British government’s token arts rescue package: A “back-to-work” agenda amid an ongoing catastrophe

By Paul Bond, 9 July 2020

The limited financial assistance provided is based on the Johnson government’s claim that the pandemic is on the wane and that theatre, dance and music venues will soon be able to get back to relying on revenue from the paying public.

An appreciation of British painter Leon Kossoff (1926-2019)

By Clare Hurley, 7 July 2020

Kossoff’s death a year ago received such scant notice that one could be excused for not knowing that the artist was considered, by many familiar with his work, one of the great painters of the second half of the 20th century.

Neil Young’s Homegrown: Time capsule from the 1970s

By Kevin Reed, 4 July 2020

Canadian-born singer-songwriter Neil Young has released Homegrown, 45 years after it was recorded, an album of twelve songs that brings us back to his music of the early 1970s.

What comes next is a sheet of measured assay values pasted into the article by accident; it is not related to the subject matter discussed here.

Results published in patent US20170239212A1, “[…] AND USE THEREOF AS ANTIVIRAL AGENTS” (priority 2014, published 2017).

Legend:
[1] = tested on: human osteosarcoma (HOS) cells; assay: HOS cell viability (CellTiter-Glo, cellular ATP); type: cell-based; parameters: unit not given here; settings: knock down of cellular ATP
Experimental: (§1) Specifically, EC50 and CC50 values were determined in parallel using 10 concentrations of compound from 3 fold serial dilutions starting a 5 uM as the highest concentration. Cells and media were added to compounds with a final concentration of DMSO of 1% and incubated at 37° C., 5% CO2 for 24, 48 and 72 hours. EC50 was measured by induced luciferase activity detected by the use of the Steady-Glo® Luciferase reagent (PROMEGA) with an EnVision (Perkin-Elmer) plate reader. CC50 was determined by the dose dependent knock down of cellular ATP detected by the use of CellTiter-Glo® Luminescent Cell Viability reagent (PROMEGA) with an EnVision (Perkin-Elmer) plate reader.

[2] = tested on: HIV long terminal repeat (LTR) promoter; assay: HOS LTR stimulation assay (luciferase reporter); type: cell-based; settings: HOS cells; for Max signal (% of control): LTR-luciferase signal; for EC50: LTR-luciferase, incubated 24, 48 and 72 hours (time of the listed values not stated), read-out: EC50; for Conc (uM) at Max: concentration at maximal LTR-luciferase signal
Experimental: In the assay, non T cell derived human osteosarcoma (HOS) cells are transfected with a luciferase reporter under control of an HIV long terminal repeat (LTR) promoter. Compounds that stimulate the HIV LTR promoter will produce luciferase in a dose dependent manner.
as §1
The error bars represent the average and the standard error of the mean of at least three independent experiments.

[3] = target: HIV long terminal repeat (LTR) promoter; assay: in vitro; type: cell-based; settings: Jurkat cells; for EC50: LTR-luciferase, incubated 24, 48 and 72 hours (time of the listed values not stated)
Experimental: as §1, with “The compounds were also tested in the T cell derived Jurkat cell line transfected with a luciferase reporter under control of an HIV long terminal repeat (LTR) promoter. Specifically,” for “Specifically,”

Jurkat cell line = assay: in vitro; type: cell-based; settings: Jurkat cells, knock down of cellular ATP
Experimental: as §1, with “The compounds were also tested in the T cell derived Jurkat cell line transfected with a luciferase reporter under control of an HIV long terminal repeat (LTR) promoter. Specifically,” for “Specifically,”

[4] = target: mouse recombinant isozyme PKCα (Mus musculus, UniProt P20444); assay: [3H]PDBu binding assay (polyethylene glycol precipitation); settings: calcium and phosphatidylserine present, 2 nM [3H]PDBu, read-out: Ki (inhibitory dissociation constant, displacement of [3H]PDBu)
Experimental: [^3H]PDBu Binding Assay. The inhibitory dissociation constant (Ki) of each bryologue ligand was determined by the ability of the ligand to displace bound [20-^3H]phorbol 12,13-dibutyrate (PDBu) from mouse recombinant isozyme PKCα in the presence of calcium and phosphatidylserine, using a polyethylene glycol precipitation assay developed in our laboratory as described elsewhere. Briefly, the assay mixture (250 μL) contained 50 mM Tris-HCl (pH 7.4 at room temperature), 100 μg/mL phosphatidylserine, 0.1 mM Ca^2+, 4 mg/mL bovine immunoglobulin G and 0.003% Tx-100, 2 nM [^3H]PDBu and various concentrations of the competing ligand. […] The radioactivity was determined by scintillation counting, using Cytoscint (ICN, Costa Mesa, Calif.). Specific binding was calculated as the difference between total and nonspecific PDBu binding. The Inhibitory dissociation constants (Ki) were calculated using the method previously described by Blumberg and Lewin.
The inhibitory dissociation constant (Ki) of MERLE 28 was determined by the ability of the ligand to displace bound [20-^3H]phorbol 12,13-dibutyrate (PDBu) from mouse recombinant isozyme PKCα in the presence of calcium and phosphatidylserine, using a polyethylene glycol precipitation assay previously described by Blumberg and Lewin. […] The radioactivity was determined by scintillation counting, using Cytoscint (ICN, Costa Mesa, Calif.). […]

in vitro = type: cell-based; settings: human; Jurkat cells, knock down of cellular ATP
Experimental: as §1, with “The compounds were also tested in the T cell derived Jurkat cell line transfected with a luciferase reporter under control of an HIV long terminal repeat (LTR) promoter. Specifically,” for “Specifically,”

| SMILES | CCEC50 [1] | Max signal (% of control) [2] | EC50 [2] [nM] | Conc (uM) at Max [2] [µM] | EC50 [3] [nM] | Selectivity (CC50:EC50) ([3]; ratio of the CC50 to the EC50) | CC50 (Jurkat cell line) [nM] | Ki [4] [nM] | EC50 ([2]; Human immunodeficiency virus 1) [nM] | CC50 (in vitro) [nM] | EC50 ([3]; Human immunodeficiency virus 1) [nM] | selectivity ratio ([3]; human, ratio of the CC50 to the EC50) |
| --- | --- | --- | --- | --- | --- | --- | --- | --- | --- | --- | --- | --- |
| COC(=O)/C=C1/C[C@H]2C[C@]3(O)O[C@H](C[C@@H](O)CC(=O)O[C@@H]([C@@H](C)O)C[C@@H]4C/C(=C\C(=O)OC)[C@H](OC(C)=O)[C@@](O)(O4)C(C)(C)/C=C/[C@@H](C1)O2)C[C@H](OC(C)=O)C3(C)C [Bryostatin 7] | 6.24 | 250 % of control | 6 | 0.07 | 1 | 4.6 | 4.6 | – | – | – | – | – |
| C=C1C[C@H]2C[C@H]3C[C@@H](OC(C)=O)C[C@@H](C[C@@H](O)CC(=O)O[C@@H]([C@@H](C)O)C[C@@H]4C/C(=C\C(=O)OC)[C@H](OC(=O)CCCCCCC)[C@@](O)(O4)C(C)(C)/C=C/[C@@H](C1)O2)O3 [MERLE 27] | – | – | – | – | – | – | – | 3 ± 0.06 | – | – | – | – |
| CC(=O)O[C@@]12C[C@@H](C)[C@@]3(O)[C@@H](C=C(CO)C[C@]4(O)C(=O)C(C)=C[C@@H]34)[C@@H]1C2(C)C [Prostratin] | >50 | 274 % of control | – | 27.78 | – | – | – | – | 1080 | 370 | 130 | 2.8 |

Inhuman Resources: In French Netflix series, an unemployed man takes extreme measures

By Joanne Laurier, 3 July 2020

The French Netflix miniseries concerns the plight of a middle-aged, middle class man who seeks to redress his long-term unemployment through extreme measures.

Season 4 of Netflix’s 13 Reasons Why: Biting off more than it can chew

By Nick Barrickman, 1 July 2020

The latest season is the final one in the series about the lives and difficult circumstances of a group of teenagers at fictional Liberty High School.

The Kominsky Method: The mostly comic challenges of aging

By Ed Hightower, 30 June 2020